Web

Bootstrap2hugo upgraded to Bootstrap 4

Posted on April 30, 2019

For a few years now, I’ve been using Hugo for my website as well as other websites as well. My first Hugo website was my own since I wanted to learn more about the technology before suggesting it to anyone else. Back then I was not able to find any minimalistic theme I liked, and for that reason, I started my own. As you can imagine from the name, I based it on Bootstrap, version 3 since that was the current version when I started to work on it.

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Calling a SOAP service in Go

Posted on December 3, 2018

Today the IT world is very focused on high performance, high throughput interfaces. In this situation, it is common to find REST and gRPC API, given their performances compared to the other solutions. Sometimes, though, we still encounter old API written with older techniques or new API that for some reasons have been developed with outdated technologies. One of those cases that I’ve encountered a few times over the last few months is SOAP.

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CORS with Go and Negroni

Posted on November 18, 2018

There are some pieces that you need to put in every microservice you write. Those are for instance logging, error handling, authentication. Over the last year, I found myself writing over and over CORS headers. This requirement brought me to think that I should have used a Negroni middleware since we are already using Negroni for other middlewares. I started looking online for an already written one, and I found a bunch, but I was not happy with what I found, so I decided to write my own.

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A lightweight approach to Go vanity import paths

Posted on September 23, 2018

Golang forces its users to use the repository URL of the dependency in the import statement. For instance, if we want to import the “test” package that is hosted at github.com/fale/test, we will need to use github.com/fale/test. In one hand this is very nice since it allows anyone reading the code to immediately understand where the code is hosted and therefore finding it very quickly. Also, this URL-based import path guarantees that no two different packages can have the same import path, preventing this kind of confusion for both programmers and the compiler itself.

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A small HTTP debug server in Go

Posted on August 31, 2018

Lately, I found myself to work on an application that was communicating via SOAP with a server. My goal was to understand how this application worked with the SOAP server to emulate its behavior. Even if I had access to the source code of the application, I thought it would have been easier, faster and more fun to do the work without actually reading the code. It’s important to note that actually, the application is fairly small and self-contained.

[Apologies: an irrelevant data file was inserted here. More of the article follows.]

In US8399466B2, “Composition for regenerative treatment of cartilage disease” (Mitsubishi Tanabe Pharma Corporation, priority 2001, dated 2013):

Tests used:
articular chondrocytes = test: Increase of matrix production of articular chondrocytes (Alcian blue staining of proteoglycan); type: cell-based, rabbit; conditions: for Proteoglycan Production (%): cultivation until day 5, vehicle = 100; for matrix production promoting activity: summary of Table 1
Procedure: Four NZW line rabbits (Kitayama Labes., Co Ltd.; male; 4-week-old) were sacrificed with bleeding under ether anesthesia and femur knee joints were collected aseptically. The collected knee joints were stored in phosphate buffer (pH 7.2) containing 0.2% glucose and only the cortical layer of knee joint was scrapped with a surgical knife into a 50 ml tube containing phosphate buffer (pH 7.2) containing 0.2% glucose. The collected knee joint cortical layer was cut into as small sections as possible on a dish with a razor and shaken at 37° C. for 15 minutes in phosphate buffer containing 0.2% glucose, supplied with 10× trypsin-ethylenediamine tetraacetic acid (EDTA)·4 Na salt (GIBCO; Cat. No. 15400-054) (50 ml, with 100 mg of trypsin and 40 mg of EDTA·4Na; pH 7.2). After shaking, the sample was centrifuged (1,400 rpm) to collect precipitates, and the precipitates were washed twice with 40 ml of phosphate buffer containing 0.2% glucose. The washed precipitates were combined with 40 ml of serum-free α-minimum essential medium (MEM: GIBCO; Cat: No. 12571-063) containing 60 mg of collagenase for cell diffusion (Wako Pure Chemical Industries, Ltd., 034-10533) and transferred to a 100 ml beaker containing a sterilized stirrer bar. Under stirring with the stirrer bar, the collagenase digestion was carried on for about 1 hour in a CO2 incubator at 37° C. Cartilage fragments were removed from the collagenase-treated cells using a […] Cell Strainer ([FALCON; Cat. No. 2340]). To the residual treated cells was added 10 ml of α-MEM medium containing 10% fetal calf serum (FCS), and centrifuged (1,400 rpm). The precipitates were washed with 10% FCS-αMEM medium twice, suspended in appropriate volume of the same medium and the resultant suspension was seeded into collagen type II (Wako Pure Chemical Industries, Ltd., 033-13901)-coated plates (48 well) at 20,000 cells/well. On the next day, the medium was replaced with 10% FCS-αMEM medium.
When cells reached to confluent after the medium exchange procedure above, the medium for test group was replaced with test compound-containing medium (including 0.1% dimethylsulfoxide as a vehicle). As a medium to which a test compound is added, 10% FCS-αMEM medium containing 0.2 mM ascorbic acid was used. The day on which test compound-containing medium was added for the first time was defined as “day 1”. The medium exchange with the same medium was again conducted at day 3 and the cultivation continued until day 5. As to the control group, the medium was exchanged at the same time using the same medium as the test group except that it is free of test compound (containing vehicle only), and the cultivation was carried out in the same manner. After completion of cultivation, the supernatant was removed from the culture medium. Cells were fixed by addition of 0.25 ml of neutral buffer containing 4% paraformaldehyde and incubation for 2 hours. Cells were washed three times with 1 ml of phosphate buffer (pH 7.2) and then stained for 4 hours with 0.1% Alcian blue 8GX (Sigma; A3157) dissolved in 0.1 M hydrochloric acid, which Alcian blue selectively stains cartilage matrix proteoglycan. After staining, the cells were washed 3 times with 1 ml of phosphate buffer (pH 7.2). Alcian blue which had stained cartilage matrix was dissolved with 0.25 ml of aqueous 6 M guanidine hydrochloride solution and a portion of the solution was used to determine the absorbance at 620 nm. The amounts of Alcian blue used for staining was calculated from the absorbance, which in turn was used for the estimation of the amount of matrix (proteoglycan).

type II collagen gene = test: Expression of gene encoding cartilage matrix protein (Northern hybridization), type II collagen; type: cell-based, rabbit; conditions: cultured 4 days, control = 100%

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WordPress

Posted on October 26, 2013 - Vignate, IT

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RESTful Web APIs by Leonard Richardson, Mike Amundsen, Sam Ruby (O'Reilly Media)

Posted on May 28, 2013

The API are now becoming more used every day. Today every major website provides it’s own set of API and often the company websites and services are chosen (or not chosen) based on the availability of API and their design. In this huge world that is getting bigger every day, RESTful API plays a huge role, in fact a lot of companies are moving their API to RESTful API since it’s easier to use, therefore more attractive for potential clients.

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Practical Anonymity, by Peter Loshin (Elsevier/Syngress)

Posted on May 7, 2013

The anonymity on the web is probably one of the most debated topics on the web. Is possible to be completely anonymous? The short answer is no. This book tries to help the read to improve its anonymity, staying is the “real world”, as the “Practical” world in the title suggests. In this book you will not find anything that is too complex for an average user. Whether this is good or bad, depends on you expectations.

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Hacking Web Apps by Mike Shema (Elsevier/Syngress)

Posted on April 16, 2013

Have you ever thought that the website you are developing or using is secure? Well, this book will make you change your opinion. This book will change your idea of security and therefor you’ll start to see anything as “probably having some security glitch”. Mike Shema speaks about a lot of different kind of attacks in his book in a real deep way, at the point that sometimes I wondered if he was planning to instruct people how to hack websites or only how to secure own websites.

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HTML5 Canvas for Developers by David Geary (O'Reilly Media)

Posted on April 2, 2013

As the name suggests, this set of videos is for developers. HTML 4 and Javascript are often used without much explaination about the JS code it self but only about the HTML5 Canvas part. I felt to point this out immediately since I’ve not found it on the O’Reilly page, but I believe that is really important to specify. Another thing that I’d like to point out is that (as it is easy to imagine, but not obvious) these videos only speak about 2D graphics in HTML (therefore there will no WebGL topics).

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